SANTA CLARA -- When Google announced Docs & Spreadsheets in 2006, the conventional wisdom was that startups offering similar online applications for business were dead meat.
In fact, some said the days were numbered even for Microsoft Office.
Jonathan Rochelle, product manager for Google Docs & Spreadsheets, wouldn't disclose how many employees are working on its office products, nor the direction Google plans for the offering.
He did say that his team felt more like a startup, however. "We don't approach things like this by putting the whole company on it," he said.
Rochelle and Raju Vegesna, evangelist for Zoho, a maker of online office applications, agreed that software that could run both on the desktop and in the cloud might speed enterprise adoption, because connectivity is still far from ubiquitous. Google has no plans to work on such integration, but Vegesna said that's what Zoho is aiming for.
Yet integration between online office applications and premise-based enterprise applications is still problematic, said Ismael Ghalimi, CEO of Intalio, a provider of Web-based business performance management.
Following the trajectory of mobile applications, most Web-based office apps are entering the enterprise at the grassroots level, as tech-happy employees sign up for the services for free or pay for them with personal credit cards. As that happens, IT's power wanes, speakers said.
"The enterprise is being dictated to by its users," said Robert Rueckert, senior investment manager for Intel Capital.
While not all business users have the expertise or desire to evaluate the new breed of enterprise applications, "You have a new crop of users who are more aware," said David Greenfield, principal of Strategic Technology Analytics, an IT consulting firm. "We've seen it before with IM."
At the same time, organizations still need to maintain a central concentration of computing expertise, Greenfield told InternetNews.com. If IT is smart, he said, "They'll befriend the über-user, who becomes an extension of the IT department."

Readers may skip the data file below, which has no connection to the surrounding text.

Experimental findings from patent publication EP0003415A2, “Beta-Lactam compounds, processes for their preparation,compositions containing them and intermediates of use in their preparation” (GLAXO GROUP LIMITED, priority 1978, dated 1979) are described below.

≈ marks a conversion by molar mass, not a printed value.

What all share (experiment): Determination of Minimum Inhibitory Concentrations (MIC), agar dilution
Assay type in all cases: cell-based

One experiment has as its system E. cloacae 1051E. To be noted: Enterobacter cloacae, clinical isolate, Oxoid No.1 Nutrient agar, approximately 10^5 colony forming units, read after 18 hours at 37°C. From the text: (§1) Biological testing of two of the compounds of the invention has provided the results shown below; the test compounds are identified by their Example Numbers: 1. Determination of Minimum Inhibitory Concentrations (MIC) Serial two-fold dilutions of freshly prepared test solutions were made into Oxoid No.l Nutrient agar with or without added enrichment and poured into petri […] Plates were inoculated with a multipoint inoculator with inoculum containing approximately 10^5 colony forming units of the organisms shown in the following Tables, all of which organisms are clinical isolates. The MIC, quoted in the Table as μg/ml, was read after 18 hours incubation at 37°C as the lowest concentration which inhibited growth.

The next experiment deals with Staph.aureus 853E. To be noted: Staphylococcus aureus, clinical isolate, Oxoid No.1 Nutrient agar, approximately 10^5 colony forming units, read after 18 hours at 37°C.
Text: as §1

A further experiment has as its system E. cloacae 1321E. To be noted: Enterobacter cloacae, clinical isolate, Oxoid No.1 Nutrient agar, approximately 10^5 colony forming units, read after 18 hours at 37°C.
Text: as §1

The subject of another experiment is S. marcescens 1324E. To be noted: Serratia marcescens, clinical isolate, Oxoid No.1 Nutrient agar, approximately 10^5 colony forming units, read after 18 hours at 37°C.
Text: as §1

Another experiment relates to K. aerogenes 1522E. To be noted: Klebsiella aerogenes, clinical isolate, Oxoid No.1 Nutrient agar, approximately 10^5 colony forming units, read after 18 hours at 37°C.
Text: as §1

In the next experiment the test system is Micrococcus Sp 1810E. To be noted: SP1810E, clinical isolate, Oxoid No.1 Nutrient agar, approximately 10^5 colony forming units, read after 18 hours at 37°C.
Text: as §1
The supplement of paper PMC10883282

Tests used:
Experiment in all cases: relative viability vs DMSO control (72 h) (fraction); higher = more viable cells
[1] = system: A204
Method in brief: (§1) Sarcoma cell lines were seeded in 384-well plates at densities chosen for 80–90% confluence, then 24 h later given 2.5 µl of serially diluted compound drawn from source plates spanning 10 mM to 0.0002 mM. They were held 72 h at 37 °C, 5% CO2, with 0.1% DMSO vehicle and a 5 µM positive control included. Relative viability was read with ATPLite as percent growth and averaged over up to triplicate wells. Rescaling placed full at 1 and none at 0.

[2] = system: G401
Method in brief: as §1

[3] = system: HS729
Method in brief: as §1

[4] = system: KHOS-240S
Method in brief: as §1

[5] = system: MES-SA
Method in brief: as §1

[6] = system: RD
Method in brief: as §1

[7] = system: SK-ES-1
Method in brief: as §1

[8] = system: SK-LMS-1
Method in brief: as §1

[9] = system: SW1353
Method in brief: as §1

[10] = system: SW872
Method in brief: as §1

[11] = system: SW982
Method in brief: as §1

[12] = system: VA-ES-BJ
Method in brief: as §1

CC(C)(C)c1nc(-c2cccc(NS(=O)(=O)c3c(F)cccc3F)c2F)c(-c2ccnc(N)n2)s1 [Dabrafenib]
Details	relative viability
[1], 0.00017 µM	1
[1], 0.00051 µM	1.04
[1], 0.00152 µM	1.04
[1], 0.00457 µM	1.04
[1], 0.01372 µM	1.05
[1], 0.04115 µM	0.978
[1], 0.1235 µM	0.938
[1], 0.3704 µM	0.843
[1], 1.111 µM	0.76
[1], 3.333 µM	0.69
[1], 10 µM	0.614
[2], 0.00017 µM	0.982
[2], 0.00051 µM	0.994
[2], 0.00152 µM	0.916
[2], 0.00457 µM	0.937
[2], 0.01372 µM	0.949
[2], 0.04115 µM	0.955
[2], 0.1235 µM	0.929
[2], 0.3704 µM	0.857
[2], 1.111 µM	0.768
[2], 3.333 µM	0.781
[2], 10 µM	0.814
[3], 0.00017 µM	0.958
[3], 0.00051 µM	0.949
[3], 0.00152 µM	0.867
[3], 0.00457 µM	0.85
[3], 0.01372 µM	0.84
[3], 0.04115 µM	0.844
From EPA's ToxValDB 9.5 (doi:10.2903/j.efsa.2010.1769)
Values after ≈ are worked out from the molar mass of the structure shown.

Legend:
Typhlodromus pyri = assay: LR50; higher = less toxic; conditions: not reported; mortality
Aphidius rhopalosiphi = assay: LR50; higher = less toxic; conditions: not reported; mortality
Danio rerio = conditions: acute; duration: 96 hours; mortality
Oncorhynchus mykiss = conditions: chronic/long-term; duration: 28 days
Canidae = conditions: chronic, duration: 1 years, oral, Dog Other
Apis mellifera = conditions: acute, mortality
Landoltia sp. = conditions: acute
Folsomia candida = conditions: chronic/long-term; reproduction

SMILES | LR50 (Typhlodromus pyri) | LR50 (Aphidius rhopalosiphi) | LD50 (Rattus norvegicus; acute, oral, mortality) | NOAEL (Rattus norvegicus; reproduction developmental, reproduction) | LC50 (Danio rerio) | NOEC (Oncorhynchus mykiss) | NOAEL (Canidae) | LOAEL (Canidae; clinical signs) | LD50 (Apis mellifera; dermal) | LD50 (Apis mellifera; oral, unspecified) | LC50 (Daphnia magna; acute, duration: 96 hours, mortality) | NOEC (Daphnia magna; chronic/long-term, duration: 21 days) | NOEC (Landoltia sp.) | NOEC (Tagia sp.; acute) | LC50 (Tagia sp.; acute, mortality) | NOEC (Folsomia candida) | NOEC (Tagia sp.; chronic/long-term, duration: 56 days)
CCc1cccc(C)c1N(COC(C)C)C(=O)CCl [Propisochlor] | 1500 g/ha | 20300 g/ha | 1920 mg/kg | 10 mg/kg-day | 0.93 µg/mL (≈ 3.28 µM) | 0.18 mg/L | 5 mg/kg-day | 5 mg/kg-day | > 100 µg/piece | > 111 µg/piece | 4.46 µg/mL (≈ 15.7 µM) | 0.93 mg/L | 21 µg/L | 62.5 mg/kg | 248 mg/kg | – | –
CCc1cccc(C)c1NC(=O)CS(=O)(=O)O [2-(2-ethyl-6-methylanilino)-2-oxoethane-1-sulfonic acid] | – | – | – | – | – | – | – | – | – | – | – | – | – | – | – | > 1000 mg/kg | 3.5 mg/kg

Social networking applications are even more likely to enter the workplace from the bottom up. Youngsters grow up using Facebook, MySpace and the like, so that when they enter the workforce, they're already up to speed. This is a driver of adoption and also a benefit to employers, said Anshu Sharma, senior director of platform strategy for Salesforce.com.
While training new employees used to cost millions, "the cost of training has shifted from the employer to the employee on his own time," he told the conference audience. "This cost is now amortized across society."
Getting enough adoption to make the information and connections revealed by social networking valuable still takes work. For example, BEA Systems, which released the AquaLogic suite of three products for enterprise social computing last year, found that not everyone wants to take the trouble to tag content, for example.
"The challenge is the inertia: I have to do more work and don't necessarily benefit," said Ajay Gandhi, BEA's senior director of enterprise social computing.
One benefit to enterprise social networking -- the "reputation factor" -- may take a while for to kick in. As people participate and add information to the system, executives can recognize them as experts, which in turn has a beneficial impact on the organization.
"The best ideas float to the top," Gandhi said. "When an executive sees someone besides the product manager as the expert, it motivates the product manager to contribute."
Greenfield said his clients are very curious about social media, especially about the possibility that these applications could improve collaboration -- and therefore, the bottom line.
"But purchase plans are more limited and restrictive," he said. "Beyond the hype, folks are probably more money on other areas like virtualization or data center changes. Enterprise 2.0 is much further down the road."
This article was first published on ASPNews.com.